The Daily Telegraph has a new column from Sameer Rahim, a.k.a. the "Opera Novice". "Might it be interesting to have a novice’s-eye view on a world that often seems forbidding?" he asks. Judging by the comments online, all his readers seem to be paid-up opera aficionados, rather than fellow newcomers to the music.
Could the experience of a "jazz novice" in one of the broadsheets help coax more people across the thresholds of our jazz venues? It's definitely worth a try.
The Guardian’s rock and pop critic Alexis Petridis did write a one-off article for the Guardian in 2008 on his 6-week crash course in jazz. But, as wonderfully entertaining as Petridis’ article is, perhaps a more practically useful perspective would come from someone with the kind of regular slot Sameer Rahim has, which would give the opportunity for a writer to follow their own path, make their own choices, to develop their own long term affinity with music which appeals to them, rather than making one snap judgment and moving on.
My own experience of attracting new audience members through running a weekly gig is mostly positive. The vast majority of people who come to the venue stay and evidently enjoy the atmosphere and the music, often becoming regular audience members. But an incident a few weeks ago did set me thinking:
A young couple approached the door of the upstairs room at the North London Tavern, peering nervously inside to see Shabaka Hutchings, John Edwards and Mark Sanders midway through an intensely beautiful, abstract set. They scanned the room, looking mildly terrified, had what looked like a short but intense discussion - and retreated back down the stairs to the pub below.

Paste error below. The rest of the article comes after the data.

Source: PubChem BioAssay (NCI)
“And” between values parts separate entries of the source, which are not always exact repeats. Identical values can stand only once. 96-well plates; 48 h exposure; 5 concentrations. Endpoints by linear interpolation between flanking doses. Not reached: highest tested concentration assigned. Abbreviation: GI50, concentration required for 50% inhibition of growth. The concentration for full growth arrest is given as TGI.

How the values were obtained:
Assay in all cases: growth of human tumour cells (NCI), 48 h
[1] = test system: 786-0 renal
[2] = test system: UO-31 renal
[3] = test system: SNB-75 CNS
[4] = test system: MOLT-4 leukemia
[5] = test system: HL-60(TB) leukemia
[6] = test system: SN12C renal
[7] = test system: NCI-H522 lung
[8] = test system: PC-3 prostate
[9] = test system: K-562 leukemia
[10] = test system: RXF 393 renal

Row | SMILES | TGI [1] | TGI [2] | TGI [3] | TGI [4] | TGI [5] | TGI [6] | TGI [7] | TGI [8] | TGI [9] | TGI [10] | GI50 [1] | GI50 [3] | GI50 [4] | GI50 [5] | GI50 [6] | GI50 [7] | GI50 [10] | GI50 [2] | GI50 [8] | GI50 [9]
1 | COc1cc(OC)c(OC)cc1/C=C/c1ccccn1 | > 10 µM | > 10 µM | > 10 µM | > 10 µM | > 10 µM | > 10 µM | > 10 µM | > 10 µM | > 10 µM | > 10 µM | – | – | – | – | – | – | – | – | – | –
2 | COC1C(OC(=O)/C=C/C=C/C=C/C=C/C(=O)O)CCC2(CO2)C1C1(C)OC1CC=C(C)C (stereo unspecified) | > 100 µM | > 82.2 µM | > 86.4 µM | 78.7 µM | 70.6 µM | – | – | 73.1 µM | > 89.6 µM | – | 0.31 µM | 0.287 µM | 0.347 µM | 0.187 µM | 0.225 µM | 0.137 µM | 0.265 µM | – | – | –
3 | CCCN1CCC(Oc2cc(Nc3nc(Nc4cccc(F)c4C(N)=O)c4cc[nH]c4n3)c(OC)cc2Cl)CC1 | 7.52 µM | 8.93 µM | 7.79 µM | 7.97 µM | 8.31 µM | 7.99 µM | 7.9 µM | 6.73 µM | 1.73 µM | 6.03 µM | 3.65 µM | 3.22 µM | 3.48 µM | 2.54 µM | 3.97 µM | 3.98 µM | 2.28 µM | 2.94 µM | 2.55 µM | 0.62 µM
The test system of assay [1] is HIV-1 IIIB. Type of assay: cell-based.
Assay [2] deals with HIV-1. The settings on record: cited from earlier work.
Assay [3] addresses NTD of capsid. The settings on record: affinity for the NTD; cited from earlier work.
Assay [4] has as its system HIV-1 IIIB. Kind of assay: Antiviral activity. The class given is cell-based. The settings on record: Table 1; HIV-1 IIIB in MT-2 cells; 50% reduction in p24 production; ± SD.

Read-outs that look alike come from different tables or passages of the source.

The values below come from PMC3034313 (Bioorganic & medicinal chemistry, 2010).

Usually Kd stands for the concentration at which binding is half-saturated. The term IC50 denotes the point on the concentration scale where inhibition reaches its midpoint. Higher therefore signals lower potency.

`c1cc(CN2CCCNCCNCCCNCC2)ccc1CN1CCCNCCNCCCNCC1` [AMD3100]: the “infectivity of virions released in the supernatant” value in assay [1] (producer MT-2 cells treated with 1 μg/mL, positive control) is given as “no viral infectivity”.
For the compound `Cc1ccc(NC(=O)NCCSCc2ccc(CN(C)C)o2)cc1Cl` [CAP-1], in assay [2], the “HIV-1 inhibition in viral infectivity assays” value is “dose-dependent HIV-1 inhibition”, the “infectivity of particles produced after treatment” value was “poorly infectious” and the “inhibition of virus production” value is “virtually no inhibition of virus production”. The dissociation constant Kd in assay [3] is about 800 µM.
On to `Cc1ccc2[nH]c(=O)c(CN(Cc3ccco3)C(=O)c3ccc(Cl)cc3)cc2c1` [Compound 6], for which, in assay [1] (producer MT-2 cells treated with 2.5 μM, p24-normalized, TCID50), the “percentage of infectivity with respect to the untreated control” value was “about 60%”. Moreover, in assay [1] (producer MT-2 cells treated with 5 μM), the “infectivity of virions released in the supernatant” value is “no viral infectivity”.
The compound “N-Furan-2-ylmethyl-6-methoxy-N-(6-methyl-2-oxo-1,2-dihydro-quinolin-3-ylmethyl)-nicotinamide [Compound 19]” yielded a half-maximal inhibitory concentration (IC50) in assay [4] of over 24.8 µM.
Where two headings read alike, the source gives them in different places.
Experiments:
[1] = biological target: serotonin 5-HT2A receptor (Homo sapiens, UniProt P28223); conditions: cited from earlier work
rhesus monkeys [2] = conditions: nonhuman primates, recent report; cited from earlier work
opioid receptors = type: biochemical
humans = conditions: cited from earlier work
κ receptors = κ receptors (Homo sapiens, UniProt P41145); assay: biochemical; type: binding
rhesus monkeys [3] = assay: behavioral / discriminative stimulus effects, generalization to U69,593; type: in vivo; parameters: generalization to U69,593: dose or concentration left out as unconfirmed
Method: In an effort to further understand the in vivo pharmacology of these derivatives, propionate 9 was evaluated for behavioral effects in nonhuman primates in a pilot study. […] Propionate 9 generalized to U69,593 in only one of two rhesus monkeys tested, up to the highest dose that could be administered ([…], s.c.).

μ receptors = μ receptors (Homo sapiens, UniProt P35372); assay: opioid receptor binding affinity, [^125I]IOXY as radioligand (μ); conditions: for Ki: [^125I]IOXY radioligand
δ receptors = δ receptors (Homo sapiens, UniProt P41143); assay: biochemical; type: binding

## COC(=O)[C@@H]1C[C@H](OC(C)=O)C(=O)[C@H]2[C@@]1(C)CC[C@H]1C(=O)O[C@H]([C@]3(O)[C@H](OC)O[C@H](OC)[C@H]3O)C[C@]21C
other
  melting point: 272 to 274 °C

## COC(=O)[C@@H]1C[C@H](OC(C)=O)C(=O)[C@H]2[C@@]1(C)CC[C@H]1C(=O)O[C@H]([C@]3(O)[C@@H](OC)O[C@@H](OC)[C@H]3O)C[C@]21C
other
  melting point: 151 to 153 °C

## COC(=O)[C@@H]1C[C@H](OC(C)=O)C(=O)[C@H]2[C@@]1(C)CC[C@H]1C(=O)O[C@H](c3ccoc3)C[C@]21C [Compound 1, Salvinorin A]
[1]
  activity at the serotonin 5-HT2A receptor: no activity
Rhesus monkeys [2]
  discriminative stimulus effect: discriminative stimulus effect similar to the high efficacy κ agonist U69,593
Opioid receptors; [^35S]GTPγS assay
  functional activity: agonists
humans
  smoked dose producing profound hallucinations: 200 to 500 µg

The couple had clearly been enterprising and adventurous enough to find the venue, and to be drawn upstairs by the sound of the music, but maybe found that they just weren't in the mood to listen.
I’ve had conversations with friends who seem mystified by jazz – they often think they need to completely understand everything that is going on to appreciate the music. They often seem strangely reassured when I tell them that - sometimes - I have no idea what is going on either, that my attention also wanders.
But I know that there are also times when the music is a transporting force, an ecstatic, ephemeral experience of sharing the same air with others whose attention is completely taken. Or as Keith Jarrett said: "Jazz is there and gone. It happens. You have to be present for it. That simple."
Is there a Jazz Novice out there whom we can try to show the richness, energy and excitement of all the different kinds of jazz going in London every night of the year? Get in touch, we'll guide you, but in the end you will not be getting told what you're SUPPOSED to like, when it's important to pay attention, etc. as in opera. You will be free, you'll find your own likes and dislikes. What's to lose?